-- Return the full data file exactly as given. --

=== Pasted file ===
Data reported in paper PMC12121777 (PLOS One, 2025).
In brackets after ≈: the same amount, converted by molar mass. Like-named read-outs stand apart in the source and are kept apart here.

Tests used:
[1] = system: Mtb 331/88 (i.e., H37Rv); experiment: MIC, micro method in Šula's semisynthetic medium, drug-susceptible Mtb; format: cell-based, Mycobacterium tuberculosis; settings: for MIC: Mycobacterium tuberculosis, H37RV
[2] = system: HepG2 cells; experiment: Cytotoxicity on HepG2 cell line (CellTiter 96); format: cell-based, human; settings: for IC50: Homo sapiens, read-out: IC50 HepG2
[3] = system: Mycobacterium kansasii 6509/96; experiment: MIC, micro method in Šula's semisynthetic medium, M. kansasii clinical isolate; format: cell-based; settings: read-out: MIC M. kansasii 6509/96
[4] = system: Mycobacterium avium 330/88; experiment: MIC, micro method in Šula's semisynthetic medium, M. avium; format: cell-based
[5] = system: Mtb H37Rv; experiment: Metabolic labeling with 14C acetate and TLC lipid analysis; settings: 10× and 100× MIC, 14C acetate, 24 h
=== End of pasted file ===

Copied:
Data reported in paper PMC12121777 (PLOS One, 2025).
In brackets after ≈: the same amount, converted by molar mass. Like-named read-outs stand apart in the source and are kept apart here.

Tests used:
[1] = system: Mtb 331/88 (i.e., H37Rv); experiment: MIC, micro method in Šula's semisynthetic medium, drug-susceptible Mtb; format: cell-based, Mycobacterium tuberculosis; settings: for MIC: Mycobacterium tuberculosis, H37RV
[2] = system: HepG2 cells; experiment: Cytotoxicity on HepG2 cell line (CellTiter 96); format: cell-based, human; settings: for IC50: Homo sapiens, read-out: IC50 HepG2
[3] = system: Mycobacterium kansasii 6509/96; experiment: MIC, micro method in Šula's semisynthetic medium, M. kansasii clinical isolate; format: cell-based; settings: read-out: MIC M. kansasii 6509/96
[4] = system: Mycobacterium avium 330/88; experiment: MIC, micro method in Šula's semisynthetic medium, M. avium; format: cell-based
[5] = system: Mtb H37Rv; experiment: Metabolic labeling with 14C acetate and TLC lipid analysis; settings: 10× and 100× MIC, 14C acetate, 24 h